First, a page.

efforts. Romania needs good neighborly relations with Hungary rather
than reconciliation, he added. -- Zsofia Szilagyi

HUNGARY TO PARTICIPATE IN DEVELOPMENT OF EASTERN SLAVONIA. Jacques
Klein, head of the UN transitional administration in Eastern Slavonia,
met in Budapest on 19 November with Hungarian Foreign Ministry State
Secretary Istvan Szent-Ivanyi in Budapest to discuss how Hungary can
participate in developing Eastern Slavonia, the former Yugoslav region
under Serbian control that is soon to return to Croatian administration,
Hungarian dailies reported. In other news, the Hungarian Foreign
Ministry said Hungary has not yet received an official request to
participate in operations of SFOR, the new international peacekeeping
force. But it noted that Hungary is prepared to keep its technical unit
in Bosnia and to allow SFOR to continue using the Taszar air and
logistics base. -- Zsofia Szilagyi

SOUTHEASTERN EUROPE

U.S. RESUMES ARMS SHIPMENTS TO BOSNIA. James Pardew, the envoy
supervising Washington's Train and Equip military aid program to the
mainly Croatian and Muslim Federation, said that light and heavy weapons
worth $100 million will be unloaded soon in the Croatian port of Ploce.
The ship arrived weeks ago but put out to sea again amid a messy public
dispute between Sarajevo and Washington. The Americans insisted that the
Bosnian government sack a deputy minister of defense with close ties to
Iran (see Pursuing Balkan Peace, 19 November 1996), the VOA noted on 20
November. A face-saving formula was reached whereby not only the Muslim
deputy but also the ethnic Croat defense minister left office. Now the
Croats are unable to agree among themselves on the choice of a new
minister, Oslobodjenje reported. -- Patrick Moore

REPUBLIKA SRPSKA PRIME MINISTER SAYS MLADIC TO RESIGN TODAY. Gojko
Klickovic said on 19 November that cashiered Gen. Ratko Mladic has
finally agreed to accept his dismissal, the BBC reported. Klickovic
added that the indicted war criminal "will benefit from special
treatment and will be able to get involved in the defense affairs of the
Serb state," AFP noted, quoting SRNA. Mladic's staff has not confirmed
the statement, and it is unclear what is meant by any future role for
him in defense matters. It nonetheless seems certain that neither Pale
nor Belgrade will allow him to be taken to the Hague-based tribunal,
since he knows too much and could incriminate many important people if
he feels he has nothing to lose. -- Patrick Moore

UPDATE ON CROATIAN PRESIDENT. The state-run media continue to stress
that Franjo Tudjman is in fine shape and that his treatment is moving
along well at Washington's Walter Reed Army Hospital. Slobodna Dalmacija
wrote on 20 November that the president "is working as though he were in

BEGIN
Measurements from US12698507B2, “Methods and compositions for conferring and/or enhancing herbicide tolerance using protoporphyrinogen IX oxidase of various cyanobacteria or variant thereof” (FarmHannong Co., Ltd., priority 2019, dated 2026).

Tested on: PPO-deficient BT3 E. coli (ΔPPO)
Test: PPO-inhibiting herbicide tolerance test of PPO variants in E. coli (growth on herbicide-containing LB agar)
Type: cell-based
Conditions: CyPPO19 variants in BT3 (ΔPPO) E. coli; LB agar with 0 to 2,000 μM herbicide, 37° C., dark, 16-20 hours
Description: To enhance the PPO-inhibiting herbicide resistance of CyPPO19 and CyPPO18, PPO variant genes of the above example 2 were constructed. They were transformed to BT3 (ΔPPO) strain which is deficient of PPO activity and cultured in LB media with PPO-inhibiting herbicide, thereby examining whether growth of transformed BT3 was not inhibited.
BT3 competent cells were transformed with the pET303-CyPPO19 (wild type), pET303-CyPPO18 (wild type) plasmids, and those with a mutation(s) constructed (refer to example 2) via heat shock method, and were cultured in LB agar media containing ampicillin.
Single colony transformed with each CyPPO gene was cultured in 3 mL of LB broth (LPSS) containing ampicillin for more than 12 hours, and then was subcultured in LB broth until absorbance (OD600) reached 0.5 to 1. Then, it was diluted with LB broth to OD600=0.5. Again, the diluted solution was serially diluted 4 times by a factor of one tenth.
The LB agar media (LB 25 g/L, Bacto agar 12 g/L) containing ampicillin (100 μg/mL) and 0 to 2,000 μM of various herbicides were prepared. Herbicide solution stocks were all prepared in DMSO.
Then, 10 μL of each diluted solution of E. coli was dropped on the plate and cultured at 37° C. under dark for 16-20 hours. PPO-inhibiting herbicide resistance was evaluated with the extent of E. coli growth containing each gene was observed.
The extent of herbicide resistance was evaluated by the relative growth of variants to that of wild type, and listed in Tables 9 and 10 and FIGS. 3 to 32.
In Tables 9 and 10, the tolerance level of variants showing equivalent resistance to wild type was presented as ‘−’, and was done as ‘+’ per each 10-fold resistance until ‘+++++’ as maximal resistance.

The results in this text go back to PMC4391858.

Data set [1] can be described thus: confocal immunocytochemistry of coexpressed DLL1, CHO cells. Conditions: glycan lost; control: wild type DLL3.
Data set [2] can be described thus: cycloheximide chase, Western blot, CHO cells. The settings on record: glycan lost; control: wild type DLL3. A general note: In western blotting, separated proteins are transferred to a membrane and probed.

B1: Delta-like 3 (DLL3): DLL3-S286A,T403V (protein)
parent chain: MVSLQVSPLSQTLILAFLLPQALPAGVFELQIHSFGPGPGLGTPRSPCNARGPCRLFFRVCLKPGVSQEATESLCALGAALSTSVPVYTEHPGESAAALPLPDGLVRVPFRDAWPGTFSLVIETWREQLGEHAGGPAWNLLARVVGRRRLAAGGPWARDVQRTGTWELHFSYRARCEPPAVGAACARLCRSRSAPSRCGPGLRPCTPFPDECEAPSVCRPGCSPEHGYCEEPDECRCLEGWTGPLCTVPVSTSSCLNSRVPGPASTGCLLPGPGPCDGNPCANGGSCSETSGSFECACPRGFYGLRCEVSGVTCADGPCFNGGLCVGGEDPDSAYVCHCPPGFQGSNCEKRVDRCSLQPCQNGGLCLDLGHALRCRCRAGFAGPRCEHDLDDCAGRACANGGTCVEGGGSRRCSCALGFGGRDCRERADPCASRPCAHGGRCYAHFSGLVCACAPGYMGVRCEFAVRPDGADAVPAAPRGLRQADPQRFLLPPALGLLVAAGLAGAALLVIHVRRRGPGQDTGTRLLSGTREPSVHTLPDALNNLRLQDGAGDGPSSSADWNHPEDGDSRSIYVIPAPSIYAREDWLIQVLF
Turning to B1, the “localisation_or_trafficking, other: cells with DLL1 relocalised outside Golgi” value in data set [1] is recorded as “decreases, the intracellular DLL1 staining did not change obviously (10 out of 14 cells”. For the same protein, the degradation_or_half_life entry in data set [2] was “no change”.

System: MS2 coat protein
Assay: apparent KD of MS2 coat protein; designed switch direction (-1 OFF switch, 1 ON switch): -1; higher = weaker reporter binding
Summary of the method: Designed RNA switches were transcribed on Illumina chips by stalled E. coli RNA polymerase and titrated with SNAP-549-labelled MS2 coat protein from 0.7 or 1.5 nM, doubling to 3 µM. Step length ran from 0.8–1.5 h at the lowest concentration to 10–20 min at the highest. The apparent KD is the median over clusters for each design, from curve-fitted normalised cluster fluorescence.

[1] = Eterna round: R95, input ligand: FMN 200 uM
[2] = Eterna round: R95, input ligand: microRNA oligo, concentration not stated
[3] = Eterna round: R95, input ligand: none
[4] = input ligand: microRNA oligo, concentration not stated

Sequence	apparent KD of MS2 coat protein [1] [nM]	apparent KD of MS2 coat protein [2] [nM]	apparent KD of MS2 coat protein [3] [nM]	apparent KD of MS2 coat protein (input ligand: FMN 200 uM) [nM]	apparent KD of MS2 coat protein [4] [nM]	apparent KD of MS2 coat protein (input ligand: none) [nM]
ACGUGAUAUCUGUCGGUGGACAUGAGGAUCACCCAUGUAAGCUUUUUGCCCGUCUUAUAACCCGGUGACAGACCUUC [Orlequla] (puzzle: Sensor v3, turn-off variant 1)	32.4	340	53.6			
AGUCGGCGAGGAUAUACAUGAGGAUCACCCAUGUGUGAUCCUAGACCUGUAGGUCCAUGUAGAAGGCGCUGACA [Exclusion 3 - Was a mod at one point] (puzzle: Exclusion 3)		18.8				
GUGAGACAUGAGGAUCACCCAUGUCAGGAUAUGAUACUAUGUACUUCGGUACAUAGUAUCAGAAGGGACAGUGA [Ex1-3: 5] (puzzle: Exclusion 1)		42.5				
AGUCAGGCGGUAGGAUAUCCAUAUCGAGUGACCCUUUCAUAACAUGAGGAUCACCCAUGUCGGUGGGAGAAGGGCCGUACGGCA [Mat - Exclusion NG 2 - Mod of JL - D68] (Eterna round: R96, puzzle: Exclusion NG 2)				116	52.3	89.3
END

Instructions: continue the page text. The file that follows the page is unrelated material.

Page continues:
Zagreb," while Vecernji list said that he will visit the Croatian
embassy on 21 November and return to Zagreb two days later. That same
daily on 19 November hinted that opposition political figures and
independent papers have unkind motives in speculating about Tudjman's
health and a possible succession crisis. The independent daily Novi List
quoted Ambassador Miomir Zuzul as denying media reports that Tudjman has
cancer and that he has undergone surgery. -- Patrick Moore

RESULTS OF BELGRADE LOCAL ELECTIONS. The Belgrade Electoral Commission
has announced that the opposition Zajedno coalition won 60 of the 110
seats in the municipal assembly, RTS reported on 20 November. The ruling
Socialist Party of Serbia and its ally, the United Yugoslav Left, have
23 seats, Vojislav Seselj's ultranationalist Serbian Radical Party 15,
and the Democratic Party of Serbia (DSS) two. Ten seats will be
contested in a second round, slated for 27 November. Parties may still
contest the returns. At a19 November press conference, DSS head Vojislav
Kostunica announced that his party will back Democratic Party and
Zajedno leader Zoran Djindjic as candidate for Belgrade mayor. -- Stan
Markotich in Belgrade

SERBIAN OPPOSITION LEADER CHARGES LOCAL ELECTION FRAUD. Vuk Draskovic,
head of the Serbian Renewal Movement and a leader of the Zajedno
coalition, told some 35,000 demonstrators in Nis on 19 November that the
ruling Socialists were responsible for election breaches during the 17
November local election run-offs, Nasa Borba reported. He added that
some irregularities are so serious that a third round of balloting will
have to take place in some districts. Violations allegedly range from
falsification of ballots to the theft of ballot boxes. Meanwhile, Nasa
Borba reported that the authorities are mobilizing police and military
reserves with the likely intent of at least intimidating those attending
opposition rallies. -- Stan Markotich in Belgrade